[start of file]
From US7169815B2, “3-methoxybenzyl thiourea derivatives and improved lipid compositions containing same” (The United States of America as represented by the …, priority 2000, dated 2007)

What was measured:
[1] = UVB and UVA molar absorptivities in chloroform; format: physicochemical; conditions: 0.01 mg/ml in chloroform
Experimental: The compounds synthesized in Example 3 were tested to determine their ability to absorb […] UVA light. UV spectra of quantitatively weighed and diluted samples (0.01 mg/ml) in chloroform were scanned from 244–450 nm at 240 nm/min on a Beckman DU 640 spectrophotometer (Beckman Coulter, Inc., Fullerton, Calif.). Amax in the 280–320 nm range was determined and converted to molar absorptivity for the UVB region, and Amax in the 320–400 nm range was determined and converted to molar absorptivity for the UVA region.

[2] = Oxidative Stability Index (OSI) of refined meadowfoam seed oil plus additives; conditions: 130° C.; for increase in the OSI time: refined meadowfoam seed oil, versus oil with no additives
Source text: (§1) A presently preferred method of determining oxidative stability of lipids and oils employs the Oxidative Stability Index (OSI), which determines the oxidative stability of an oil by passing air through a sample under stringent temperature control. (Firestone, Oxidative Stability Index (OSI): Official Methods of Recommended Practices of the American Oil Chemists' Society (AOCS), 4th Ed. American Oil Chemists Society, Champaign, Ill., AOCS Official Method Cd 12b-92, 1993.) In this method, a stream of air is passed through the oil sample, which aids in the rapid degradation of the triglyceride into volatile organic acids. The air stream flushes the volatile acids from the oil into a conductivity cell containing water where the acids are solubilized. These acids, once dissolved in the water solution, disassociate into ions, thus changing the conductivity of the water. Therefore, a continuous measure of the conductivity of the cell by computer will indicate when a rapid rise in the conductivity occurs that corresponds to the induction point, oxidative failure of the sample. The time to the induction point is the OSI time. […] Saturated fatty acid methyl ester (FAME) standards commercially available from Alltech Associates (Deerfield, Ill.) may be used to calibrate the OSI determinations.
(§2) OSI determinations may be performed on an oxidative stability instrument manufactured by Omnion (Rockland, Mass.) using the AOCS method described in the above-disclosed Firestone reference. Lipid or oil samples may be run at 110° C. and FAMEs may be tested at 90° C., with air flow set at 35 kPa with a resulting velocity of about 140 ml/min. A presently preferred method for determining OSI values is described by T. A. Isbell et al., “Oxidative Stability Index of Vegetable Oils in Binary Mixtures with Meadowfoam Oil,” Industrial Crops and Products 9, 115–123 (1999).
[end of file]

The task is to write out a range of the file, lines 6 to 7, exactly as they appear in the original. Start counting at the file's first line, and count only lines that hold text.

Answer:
Source text: (§1) A presently preferred method of determining oxidative stability of lipids and oils employs the Oxidative Stability Index (OSI), which determines the oxidative stability of an oil by passing air through a sample under stringent temperature control. (Firestone, Oxidative Stability Index (OSI): Official Methods of Recommended Practices of the American Oil Chemists' Society (AOCS), 4th Ed. American Oil Chemists Society, Champaign, Ill., AOCS Official Method Cd 12b-92, 1993.) In this method, a stream of air is passed through the oil sample, which aids in the rapid degradation of the triglyceride into volatile organic acids. The air stream flushes the volatile acids from the oil into a conductivity cell containing water where the acids are solubilized. These acids, once dissolved in the water solution, disassociate into ions, thus changing the conductivity of the water. Therefore, a continuous measure of the conductivity of the cell by computer will indicate when a rapid rise in the conductivity occurs that corresponds to the induction point, oxidative failure of the sample. The time to the induction point is the OSI time. […] Saturated fatty acid methyl ester (FAME) standards commercially available from Alltech Associates (Deerfield, Ill.) may be used to calibrate the OSI determinations.
(§2) OSI determinations may be performed on an oxidative stability instrument manufactured by Omnion (Rockland, Mass.) using the AOCS method described in the above-disclosed Firestone reference. Lipid or oil samples may be run at 110° C. and FAMEs may be tested at 90° C., with air flow set at 35 kPa with a resulting velocity of about 140 ml/min. A presently preferred method for determining OSI values is described by T. A. Isbell et al., “Oxidative Stability Index of Vegetable Oils in Binary Mixtures with Meadowfoam Oil,” Industrial Crops and Products 9, 115–123 (1999).